Comparison of Masaccio's The Holy Trinity and Grunewald's The Isenheim Altarpiece
The Holy Trinity by Masaccio was a painting done in approximately 1428. It is a
superb example of Masaccio's use of space and perspective. It consists of
two levels of unequal height. Christ is represented on the top half, in a
coffered, barrel-vaulted chapel. On one side of him is the Virgin Mary,
and on the other, St. John. Christ himself is supported by God the Father,
and the Dove of the Holy Spirit rests on Christ's halo. In front of the
pilasters that enframe the chapel kneel the donors (husband and wife).
Underneath the altar (a masonry insert in the painted composition) is a
tomb. Inside the tomb is a skeleton, which may represent Adam. The
vanishing point is at the center of the masonry altar, because this is the
eye level of the spectator, who looks up at the Trinity and down at the
tomb. The vanishing point, five feet above the floor level, pulls both
views together. By doing this, an illusion of an actual structure is
created. The interior volume of this 'structure' is an extension of the
space that the person looking at the work is standing in. The adjustment
of the spectator to the pictured space is one of the first steps in the
development of illusionistic painting. Illusionistic painting fascinated
many artists of the Renaissance and Baroque periods.
The proportions in this painting are so numerically exact that one
can actually calculate the numerical dimensions of the chapel in the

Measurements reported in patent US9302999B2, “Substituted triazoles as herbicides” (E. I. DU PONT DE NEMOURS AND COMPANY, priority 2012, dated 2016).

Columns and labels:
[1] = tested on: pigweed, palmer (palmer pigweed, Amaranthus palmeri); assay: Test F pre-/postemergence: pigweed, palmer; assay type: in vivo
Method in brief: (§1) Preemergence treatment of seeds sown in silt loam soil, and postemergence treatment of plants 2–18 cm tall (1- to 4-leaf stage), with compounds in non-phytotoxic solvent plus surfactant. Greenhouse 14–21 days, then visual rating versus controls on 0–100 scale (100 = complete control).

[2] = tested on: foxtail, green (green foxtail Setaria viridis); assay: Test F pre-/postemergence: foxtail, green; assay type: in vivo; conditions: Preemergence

background. The span of the painted vault is seven feet, and the depth is
nine feet. "Thus, he achieves not only successful illusion, but a rational,
metrical coherence that, by maintaining the mathematical proportions of the
surface design, is responsible for the unity and harmony of this monumental
composition." Two principal interests are summed up by The Holy Trinity:
Realism based on observation, and the application of mathematics to
All of the figures are fully clothed, except for that of Christ
himself. He is, however, wearing a robe around his waist. The figure is
"real"; it is a good example of a human body. The rest of the figures,
who are clothed, are wearing ro bes. The drapery contains heavy folds and
creases, which increases the effect of shadows. The human form in its
entirety is not seen under the drapery; only a vague representation of it
is seen. It is not at all like the 'wet-drapery' of Classica l antiquity.
Massacio places the forms symmetrically in the composition. Each
has its own weight and mass, unlike earlier Renaissance works. The fresco
is calm, and creates a sad mood. The mood is furthered by the darkness of
the work, and the heavy sh adows cast.
Grunewald's The Isenheim Altarpiece is an oil painting on wood,...